Usually our friends have our backs. But sometimes a so-called friend will make us feel obliged to engage in something we don't want to do. “I’ve been in situations where if men have bought me a drink, a friend of mine has said, ‘Well, now you have to hook up with him,’” says Maria*, a senior at New York University.

Peer pressure is pervasive in middle and high school, but it most definitely doesn’t stop happening in college. Your friends might pressure you to drink, use drugs or, like Maria, hook up with people for all the wrong reasons. The NYU collegiette says she feels inadequate in these situations, especially “after a lifetime of being told not to settle and not to tone down [her] personality.”

Why it happens

Dr. Levin says, “sometimes, in the face of a friend’s urging, it becomes very difficult to exercise self-control and say ‘no,’” which can lead to a dangerous situation.

How to deal

If one of your friends has a tendency to pressure you into doing things you’re uncomfortable with, try seeing her in a group or planning ahead to hang out in a “safe zone,” like a restaurant, a movie theater or the mall.

However, if you think your friend's behavior is endangering her health as well as yours, “you should express your concern to her and also let her know that you're worried about her,” Rozler says. This will be a difficult conversation to have, but following this advice should help. “In general, be direct, don't accuse her of anything and express that you really care for her,” Rozler says.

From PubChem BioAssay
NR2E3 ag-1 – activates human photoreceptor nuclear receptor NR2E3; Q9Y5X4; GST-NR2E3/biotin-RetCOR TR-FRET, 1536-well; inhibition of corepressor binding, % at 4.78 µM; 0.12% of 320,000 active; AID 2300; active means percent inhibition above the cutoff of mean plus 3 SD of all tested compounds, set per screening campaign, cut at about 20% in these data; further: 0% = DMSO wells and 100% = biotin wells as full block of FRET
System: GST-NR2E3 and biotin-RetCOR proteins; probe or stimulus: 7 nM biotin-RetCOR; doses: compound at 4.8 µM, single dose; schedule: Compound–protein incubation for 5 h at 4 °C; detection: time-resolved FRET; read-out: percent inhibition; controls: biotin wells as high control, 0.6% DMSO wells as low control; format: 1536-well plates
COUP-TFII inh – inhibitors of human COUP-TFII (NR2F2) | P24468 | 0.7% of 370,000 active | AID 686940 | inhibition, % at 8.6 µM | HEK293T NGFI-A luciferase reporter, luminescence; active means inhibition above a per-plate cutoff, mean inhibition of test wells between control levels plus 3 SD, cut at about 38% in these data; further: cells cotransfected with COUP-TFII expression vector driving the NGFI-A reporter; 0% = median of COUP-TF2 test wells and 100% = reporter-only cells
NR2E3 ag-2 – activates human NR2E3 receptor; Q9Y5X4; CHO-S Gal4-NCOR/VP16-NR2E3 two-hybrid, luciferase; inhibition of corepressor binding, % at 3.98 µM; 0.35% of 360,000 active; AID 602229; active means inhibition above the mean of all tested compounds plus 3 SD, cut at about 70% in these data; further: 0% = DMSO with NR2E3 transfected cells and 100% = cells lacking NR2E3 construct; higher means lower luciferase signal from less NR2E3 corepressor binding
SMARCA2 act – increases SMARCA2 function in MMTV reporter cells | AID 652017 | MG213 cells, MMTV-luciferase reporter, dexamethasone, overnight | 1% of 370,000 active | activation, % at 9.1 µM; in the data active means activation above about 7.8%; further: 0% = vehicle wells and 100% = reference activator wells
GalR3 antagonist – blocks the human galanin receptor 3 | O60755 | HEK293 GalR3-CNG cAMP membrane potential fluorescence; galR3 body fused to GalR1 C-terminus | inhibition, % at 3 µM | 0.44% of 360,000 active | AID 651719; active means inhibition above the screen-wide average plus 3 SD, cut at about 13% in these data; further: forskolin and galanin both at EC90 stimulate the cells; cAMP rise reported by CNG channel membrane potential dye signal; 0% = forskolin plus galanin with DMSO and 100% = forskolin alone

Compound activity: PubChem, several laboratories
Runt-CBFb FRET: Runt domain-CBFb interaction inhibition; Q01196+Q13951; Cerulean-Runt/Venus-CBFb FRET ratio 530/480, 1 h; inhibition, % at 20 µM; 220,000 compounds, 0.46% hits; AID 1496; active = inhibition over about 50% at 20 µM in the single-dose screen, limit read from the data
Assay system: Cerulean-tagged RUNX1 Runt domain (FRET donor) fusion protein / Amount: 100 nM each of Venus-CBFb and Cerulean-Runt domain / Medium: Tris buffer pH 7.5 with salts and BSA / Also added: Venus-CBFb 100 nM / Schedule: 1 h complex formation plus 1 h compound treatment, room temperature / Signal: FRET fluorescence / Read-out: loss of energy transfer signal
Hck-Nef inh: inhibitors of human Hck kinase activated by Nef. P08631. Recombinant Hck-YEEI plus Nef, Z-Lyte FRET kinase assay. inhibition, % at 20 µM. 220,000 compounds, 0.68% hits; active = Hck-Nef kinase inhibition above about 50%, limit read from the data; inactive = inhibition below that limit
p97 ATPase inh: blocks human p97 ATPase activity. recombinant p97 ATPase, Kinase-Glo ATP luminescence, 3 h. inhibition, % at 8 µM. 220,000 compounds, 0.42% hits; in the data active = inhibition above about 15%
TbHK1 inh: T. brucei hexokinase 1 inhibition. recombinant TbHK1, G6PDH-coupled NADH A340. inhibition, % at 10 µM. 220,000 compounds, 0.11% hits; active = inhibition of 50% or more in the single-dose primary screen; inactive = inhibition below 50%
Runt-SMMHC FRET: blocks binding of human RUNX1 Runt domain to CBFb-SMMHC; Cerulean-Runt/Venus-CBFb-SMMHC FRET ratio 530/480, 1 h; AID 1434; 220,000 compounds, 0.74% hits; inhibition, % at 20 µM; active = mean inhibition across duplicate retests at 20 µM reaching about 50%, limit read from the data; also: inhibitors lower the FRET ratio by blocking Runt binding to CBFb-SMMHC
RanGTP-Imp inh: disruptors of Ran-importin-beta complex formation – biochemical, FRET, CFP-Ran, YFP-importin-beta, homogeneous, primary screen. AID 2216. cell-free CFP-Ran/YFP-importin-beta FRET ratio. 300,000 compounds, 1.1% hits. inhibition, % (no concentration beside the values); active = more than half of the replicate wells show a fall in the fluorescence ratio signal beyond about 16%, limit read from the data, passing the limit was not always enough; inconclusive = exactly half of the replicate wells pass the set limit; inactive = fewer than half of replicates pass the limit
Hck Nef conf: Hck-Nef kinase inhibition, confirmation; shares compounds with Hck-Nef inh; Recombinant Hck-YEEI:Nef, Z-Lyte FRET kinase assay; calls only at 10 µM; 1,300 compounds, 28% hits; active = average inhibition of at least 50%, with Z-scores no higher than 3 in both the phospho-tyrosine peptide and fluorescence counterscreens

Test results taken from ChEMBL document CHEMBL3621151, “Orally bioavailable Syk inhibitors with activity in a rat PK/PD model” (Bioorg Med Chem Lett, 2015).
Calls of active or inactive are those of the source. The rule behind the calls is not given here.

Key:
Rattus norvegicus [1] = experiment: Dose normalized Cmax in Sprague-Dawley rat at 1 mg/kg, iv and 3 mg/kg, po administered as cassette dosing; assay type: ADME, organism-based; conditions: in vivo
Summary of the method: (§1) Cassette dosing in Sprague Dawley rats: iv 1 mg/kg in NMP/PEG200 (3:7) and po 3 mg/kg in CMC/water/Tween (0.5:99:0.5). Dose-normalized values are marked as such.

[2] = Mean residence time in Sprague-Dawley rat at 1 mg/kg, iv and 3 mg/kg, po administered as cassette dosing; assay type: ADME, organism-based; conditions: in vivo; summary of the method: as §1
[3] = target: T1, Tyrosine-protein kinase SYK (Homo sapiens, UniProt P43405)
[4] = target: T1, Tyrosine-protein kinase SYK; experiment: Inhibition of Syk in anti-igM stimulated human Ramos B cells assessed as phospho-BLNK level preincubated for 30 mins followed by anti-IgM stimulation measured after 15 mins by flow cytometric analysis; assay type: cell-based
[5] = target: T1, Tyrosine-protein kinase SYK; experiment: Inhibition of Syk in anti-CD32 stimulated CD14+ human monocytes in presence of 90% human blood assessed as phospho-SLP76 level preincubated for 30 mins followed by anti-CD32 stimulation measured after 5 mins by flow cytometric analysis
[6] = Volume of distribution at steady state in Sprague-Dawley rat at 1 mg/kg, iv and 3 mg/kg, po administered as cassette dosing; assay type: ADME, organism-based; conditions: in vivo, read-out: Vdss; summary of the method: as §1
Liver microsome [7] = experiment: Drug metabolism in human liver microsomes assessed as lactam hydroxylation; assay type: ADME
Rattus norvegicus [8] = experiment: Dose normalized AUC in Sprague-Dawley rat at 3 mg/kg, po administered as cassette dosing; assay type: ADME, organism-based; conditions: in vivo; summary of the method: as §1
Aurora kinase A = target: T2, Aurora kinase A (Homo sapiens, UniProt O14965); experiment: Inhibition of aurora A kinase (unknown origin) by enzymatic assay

Expect that the conversation might not go as planned, and “if she doesn't want to change her lifestyle or reacts in a hostile way, you'll have to distance yourself from the friendship,” Rozler warns.

4. They take more than they give


The situation

A friendship is an exchange; both of you should be giving as much as you take. If your friend expects more from you than you can possibly give her and gives very little in return, it can become a problem.

A one-sided relationship where you’re always on the giving side can really take its toll on your health. “You might feel like you are being taken advantage of,” Dr. Levine says.

Isabel*, a senior at Franklin & Marshall College, once had a friend like this.  “[She] would just dump all her drama on me and call me in tears asking me to make it all better when I had my own drama,” she says. This was too much for Isabel: “I later told her that I was sick of the drama and that I couldn't handle it anymore.”

How to deal

It is up to you to “assess whether the relationship is really reciprocal and worth keeping,” Dr. Levine says. Indeed, there is a difference between a friend who doesn’t give back once or twice and a friend who fails you time and time again. Nobody’s perfect, but a true friend should have your back.

If you really care about a friend who has been taking too much from you lately, consider talking to her about it. This will be as difficult as confronting her about a dangerous habit, but Dr. Levine's guidelines are a great place to start. Her advice? “Get the facts before you make accusations, try not to blame the other person, spend at least as much time listening as you do speaking,” she says.